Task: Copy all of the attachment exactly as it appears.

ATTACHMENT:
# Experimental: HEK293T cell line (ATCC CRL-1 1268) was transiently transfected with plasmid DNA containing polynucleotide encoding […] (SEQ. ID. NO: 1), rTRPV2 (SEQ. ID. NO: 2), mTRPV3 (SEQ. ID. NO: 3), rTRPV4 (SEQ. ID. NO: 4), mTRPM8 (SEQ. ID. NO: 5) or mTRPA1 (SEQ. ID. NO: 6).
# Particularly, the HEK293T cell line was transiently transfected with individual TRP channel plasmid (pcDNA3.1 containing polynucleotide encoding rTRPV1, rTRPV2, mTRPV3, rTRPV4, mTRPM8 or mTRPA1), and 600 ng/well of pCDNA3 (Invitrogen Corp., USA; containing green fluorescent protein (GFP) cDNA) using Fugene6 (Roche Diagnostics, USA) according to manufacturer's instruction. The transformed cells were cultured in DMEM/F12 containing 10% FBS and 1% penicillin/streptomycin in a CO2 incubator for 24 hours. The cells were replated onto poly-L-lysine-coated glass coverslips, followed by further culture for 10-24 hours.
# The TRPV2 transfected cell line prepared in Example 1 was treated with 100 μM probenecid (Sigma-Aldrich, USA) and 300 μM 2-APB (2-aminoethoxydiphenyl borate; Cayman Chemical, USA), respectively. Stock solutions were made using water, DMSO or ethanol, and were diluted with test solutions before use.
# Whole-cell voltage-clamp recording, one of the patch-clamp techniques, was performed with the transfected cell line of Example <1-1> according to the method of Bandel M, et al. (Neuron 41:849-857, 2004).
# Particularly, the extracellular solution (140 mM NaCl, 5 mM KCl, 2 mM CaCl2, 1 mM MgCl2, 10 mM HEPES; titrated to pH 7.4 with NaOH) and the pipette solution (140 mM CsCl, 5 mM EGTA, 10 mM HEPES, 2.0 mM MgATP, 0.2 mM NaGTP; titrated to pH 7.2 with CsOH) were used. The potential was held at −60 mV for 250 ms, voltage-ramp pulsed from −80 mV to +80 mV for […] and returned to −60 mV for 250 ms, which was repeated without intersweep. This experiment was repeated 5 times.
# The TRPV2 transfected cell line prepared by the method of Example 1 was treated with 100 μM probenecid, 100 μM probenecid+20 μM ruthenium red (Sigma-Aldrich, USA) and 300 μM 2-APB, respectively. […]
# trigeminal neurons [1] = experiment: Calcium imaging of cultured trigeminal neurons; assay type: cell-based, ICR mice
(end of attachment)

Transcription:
# Experimental: HEK293T cell line (ATCC CRL-1 1268) was transiently transfected with plasmid DNA containing polynucleotide encoding […] (SEQ. ID. NO: 1), rTRPV2 (SEQ. ID. NO: 2), mTRPV3 (SEQ. ID. NO: 3), rTRPV4 (SEQ. ID. NO: 4), mTRPM8 (SEQ. ID. NO: 5) or mTRPA1 (SEQ. ID. NO: 6).
# Particularly, the HEK293T cell line was transiently transfected with individual TRP channel plasmid (pcDNA3.1 containing polynucleotide encoding rTRPV1, rTRPV2, mTRPV3, rTRPV4, mTRPM8 or mTRPA1), and 600 ng/well of pCDNA3 (Invitrogen Corp., USA; containing green fluorescent protein (GFP) cDNA) using Fugene6 (Roche Diagnostics, USA) according to manufacturer's instruction. The transformed cells were cultured in DMEM/F12 containing 10% FBS and 1% penicillin/streptomycin in a CO2 incubator for 24 hours. The cells were replated onto poly-L-lysine-coated glass coverslips, followed by further culture for 10-24 hours.
# The TRPV2 transfected cell line prepared in Example 1 was treated with 100 μM probenecid (Sigma-Aldrich, USA) and 300 μM 2-APB (2-aminoethoxydiphenyl borate; Cayman Chemical, USA), respectively. Stock solutions were made using water, DMSO or ethanol, and were diluted with test solutions before use.
# Whole-cell voltage-clamp recording, one of the patch-clamp techniques, was performed with the transfected cell line of Example <1-1> according to the method of Bandel M, et al. (Neuron 41:849-857, 2004).
# Particularly, the extracellular solution (140 mM NaCl, 5 mM KCl, 2 mM CaCl2, 1 mM MgCl2, 10 mM HEPES; titrated to pH 7.4 with NaOH) and the pipette solution (140 mM CsCl, 5 mM EGTA, 10 mM HEPES, 2.0 mM MgATP, 0.2 mM NaGTP; titrated to pH 7.2 with CsOH) were used. The potential was held at −60 mV for 250 ms, voltage-ramp pulsed from −80 mV to +80 mV for […] and returned to −60 mV for 250 ms, which was repeated without intersweep. This experiment was repeated 5 times.
# The TRPV2 transfected cell line prepared by the method of Example 1 was treated with 100 μM probenecid, 100 μM probenecid+20 μM ruthenium red (Sigma-Aldrich, USA) and 300 μM 2-APB, respectively. […]
# trigeminal neurons [1] = experiment: Calcium imaging of cultured trigeminal neurons; assay type: cell-based, ICR mice